For Lazarus and Rachel
Posted by Jill Carattini on March 14, 2011
Jesus tells a disruptive story of a rich man who is content to live comfortably with the great chasm between his success and a poor man’s predicament. At his own gate each day, the man passes a beggar named Lazarus, who is covered in sores and waits with the hope that he might be satisfied with something that falls from the rich man’s table. But Jesus describes the rich man as seeing neither Lazarus nor his plight. In an ironic twist, when the rich man dies and is suffering in Hades with his own agony and aspirations, he calls on Lazarus. Yet even here, he still chooses to view the beggar Lazarus as inferior, worthy only of being a servant. “Father Abraham, have mercy on me,” he pleads, “and send Lazarus to dip the tip of his finger in water and cool my tongue; for I am in agony” (Luke 16:24). Twice he makes it clear in his requests that he sees the man who sat at his gate as subordinate at best. Having refused all his days to see the waiting Lazarus as a fellow soul, a suffering neighbor, the chasms the rich man allowed in life had now grown fixed in death.
Another story that emerges from the life of Jesus came before he is old enough to tell stories of his own. The prophet Isaiah told of a child who would be born for the people, a son given to the world with authority resting on his shoulders. Hundreds of years later, in Mary and Joseph of Nazareth, this prophecy was taking on flesh. The angel had appeared. A child was born. The magi had come. The ancient story was taking shape in a field in Bethlehem. But when Herod learned from the magi that a king would be born, he gave orders to kill all the boys in and around Bethlehem who were two years old and under. At this murderous edict, another prophecy, this one spoken through the prophet Jeremiah, was sadly realized: “A voice is heard in Ramah, mourning and great weeping; Rachel weeping for her children and refusing to be comforted, because they are no more” (Jeremiah 31:15, Matthew 2:16-18). While the escape of Mary and Joseph to Egypt allowed Jesus to tell the story of Lazarus years later, the cost, as Rachel and all the mothers’ who did not escape knew well, was wrenchingly great.
Of the many objections to Christianity, one that stands out in my mind as troubling is the argument that to be Christian is to withdraw from the world around me, to follow fairy tales with a wishful heart and myths that insist I stop thinking and believe that all will be right in the end because God says so. In such a vein, Karl Marx depicts Christianity as a kind of drug that anesthetizes people to the suffering in the world and the wretchedness of life. Likewise, in Sigmund Freud’s estimation, belief in God functions as an infantile dream that helps the believer evade the pain and helplessness I both feel and see around me. I don’t find these critiques and others like them troubling because I find them accurate of the kingdom Jesus described. I find them troubling because so many Christians live as if Freud and Marx are quite right in their analyses.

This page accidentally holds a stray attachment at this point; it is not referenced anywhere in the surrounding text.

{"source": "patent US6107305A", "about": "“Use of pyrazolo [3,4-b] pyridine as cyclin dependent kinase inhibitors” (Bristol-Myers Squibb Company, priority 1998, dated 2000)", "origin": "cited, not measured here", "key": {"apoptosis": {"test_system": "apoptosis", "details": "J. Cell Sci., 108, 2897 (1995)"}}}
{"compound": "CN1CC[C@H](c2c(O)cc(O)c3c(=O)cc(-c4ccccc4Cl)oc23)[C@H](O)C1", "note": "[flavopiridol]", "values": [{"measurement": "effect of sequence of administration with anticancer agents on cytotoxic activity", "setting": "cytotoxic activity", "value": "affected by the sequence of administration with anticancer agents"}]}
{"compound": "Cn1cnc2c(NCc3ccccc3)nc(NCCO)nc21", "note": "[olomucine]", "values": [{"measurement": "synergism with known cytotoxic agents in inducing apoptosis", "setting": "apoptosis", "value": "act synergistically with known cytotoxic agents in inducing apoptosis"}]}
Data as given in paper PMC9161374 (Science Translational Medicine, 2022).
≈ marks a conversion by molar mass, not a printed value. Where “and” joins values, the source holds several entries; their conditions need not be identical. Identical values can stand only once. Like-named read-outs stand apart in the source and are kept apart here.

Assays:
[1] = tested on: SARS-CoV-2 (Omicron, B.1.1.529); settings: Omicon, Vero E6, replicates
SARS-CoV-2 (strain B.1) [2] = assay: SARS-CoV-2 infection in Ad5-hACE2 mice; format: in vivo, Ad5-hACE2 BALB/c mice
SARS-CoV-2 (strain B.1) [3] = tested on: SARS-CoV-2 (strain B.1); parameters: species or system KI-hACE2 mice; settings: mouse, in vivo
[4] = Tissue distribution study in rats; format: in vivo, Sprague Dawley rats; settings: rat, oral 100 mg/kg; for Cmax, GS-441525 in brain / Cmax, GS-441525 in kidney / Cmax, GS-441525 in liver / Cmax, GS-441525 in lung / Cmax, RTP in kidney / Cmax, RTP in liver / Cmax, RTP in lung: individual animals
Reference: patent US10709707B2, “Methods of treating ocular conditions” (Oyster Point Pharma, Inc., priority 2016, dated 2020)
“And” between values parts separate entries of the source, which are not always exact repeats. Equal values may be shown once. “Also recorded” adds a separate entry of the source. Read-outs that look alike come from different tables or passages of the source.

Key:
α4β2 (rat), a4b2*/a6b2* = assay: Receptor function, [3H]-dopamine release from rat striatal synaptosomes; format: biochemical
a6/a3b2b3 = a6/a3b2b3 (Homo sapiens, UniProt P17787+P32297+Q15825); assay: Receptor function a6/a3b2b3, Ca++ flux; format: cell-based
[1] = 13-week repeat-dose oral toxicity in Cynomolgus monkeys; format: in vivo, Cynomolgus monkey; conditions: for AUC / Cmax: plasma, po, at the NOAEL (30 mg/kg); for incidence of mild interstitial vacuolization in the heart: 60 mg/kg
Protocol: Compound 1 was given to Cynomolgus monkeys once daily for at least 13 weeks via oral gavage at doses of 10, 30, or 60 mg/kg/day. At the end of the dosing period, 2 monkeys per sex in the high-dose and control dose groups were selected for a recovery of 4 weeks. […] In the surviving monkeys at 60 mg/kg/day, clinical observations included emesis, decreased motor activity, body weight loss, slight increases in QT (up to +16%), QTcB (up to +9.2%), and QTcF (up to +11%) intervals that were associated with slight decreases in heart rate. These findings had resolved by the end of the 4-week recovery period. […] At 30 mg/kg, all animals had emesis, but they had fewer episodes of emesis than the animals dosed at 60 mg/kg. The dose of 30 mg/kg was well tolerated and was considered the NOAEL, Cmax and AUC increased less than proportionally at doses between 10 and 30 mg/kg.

In impervious boxes and minimalist depictions of the Christian story, I can comfortably live as if in my own world, blind and unconcerned with the world of suffering around me, intent to tell feel-good stories while withdrawing from the harder scenes of life. In fact, to pretend as if Christianity does not at times function as a wishful escape from the world is perhaps another kind of wishful thinking. There are some critiques of Christianity Christians ignore at their own peril.
In reality, the stories Jesus left behind are so much more than wishful thinking and his proclamations of the kingdom far from declarations of escapism. The story of Rachel weeping for her slaughtered children and Lazarus waiting in agony at the gate of someone who could make a difference are two stories among many that refuse to let me sweep the suffering of the world under the rug of unimportance. The fact that they are included in the gospel that brings the hope of Christ is not only what makes that hope endurable, but in my estimation also what proves Freud and Marx entirely wrong. For Christ brings the kind of hope that can reach even the most hopeless. And Jesus hasn’t overlooked the suffering of the world anymore than he has invited his followers to do so; it is a part of the very story I tell.
Thus, precisely because the faith I proclaim is not a drug that anesthetizes or a dream that deludes, I must be willing to take in the whole story and not merely the parts that are easy to assimilate. I must also live watchful and ready to be near those who weep and wait—the poor, the demoralized, and the suffering. There are far too many Rachels who are still weeping and Lazaruses who are still waiting, waiting for men and women of faith to be the good news they proclaim.
Jill Carattini is managing editor of A Slice of Infinity at Ravi Zacharias International Ministries in Atlanta, Georgia.